My grandson woke up shortly after being put down to sleep last night. He was cranky, mad, frantic – full of whiplash and vigor at the world. He wanted what he wanted, but his mom held out to see if he would go back to sleep. Eventually, his forlorn screaming won the skirmish, and he found himself in his mother’s arms with a wonderfully warm bottle in his mouth. He sucked with delight and drifted in and out of consciousness in a peaceful bliss. Then the bottle was empty, but he had decided that he wanted more. The crying began again. “More,” he said in his unintelligible way, which was still perfectly clear to all onlookers. But that was it, decided mother. He was back in his bed with no more bottle and soon he did indeed drift off to sleep. The traumatic moments over. Mother relaxed with that look on her face. You know the one.
In the morning, something had changed. The little guy was bee-bopping down the hallway on all fours. He was clicking the buttons of his favorite toys, and he was living his happiest moment on earth without a second thought about the all the harsh trauma he had experienced the night before from his unreasonable mother.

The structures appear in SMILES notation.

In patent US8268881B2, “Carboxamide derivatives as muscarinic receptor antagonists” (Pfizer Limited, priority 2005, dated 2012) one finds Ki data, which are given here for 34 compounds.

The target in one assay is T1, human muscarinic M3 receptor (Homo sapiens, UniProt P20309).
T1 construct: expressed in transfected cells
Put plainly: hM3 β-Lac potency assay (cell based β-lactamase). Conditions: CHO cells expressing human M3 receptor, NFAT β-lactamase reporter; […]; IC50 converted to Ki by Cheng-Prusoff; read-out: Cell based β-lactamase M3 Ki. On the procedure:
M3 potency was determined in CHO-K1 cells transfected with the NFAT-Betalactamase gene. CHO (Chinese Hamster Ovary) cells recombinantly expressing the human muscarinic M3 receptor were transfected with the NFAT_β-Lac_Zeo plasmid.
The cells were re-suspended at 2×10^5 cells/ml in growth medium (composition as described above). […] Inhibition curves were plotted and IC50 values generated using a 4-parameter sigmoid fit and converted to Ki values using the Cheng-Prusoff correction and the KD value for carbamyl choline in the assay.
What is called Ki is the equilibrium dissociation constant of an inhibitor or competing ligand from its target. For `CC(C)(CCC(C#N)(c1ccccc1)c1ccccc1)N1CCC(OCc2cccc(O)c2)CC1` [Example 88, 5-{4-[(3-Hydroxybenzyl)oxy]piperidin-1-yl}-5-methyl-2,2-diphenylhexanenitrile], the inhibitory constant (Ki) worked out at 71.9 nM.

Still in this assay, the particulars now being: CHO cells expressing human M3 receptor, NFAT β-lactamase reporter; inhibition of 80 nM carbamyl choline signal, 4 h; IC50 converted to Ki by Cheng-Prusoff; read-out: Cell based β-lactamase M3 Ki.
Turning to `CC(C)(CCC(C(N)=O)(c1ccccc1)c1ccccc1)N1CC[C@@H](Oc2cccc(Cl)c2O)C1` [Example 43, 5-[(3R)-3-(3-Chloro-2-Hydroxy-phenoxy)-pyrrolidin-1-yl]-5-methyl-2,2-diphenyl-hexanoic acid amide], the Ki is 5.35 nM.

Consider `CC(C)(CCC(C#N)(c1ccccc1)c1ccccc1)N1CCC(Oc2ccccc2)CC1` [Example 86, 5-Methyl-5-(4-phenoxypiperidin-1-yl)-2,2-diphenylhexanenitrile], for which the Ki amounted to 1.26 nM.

He was the epitome of living in the moment. The past was completely gone. The future was not an inkling in his mind. He was absorbed with the immediate and he jumped head first into whatever was consuming his attention: the bottle, the toy, the sleep, the food, the play, the hug, the kiss, the smile, the laugh. The here and now.
Yes, you probably know what I started thinking. Why couldn’t adults be more like kids? Less focused on the wrongs of yesterday or the worries of tomorrow – more concerned with the person we are sitting across from – the task which is in front of our eyes – the small things we can actually do rather than the big things we don’t know how we will do tomorrow.
These concepts can be applied to anything. In my life, it applies to book marketing. Focus on the little things I can do today. Also relationships, who am I talking with today? Where are my feet planted and what’s in front of me? Why don’t I focus on that?
Life might be simpler and a little better if our gaze and our memory was shorter. Daily life is complicated enough. Why make it more so? I just need to remember to be more like my grandson, without the loud, shrill crying.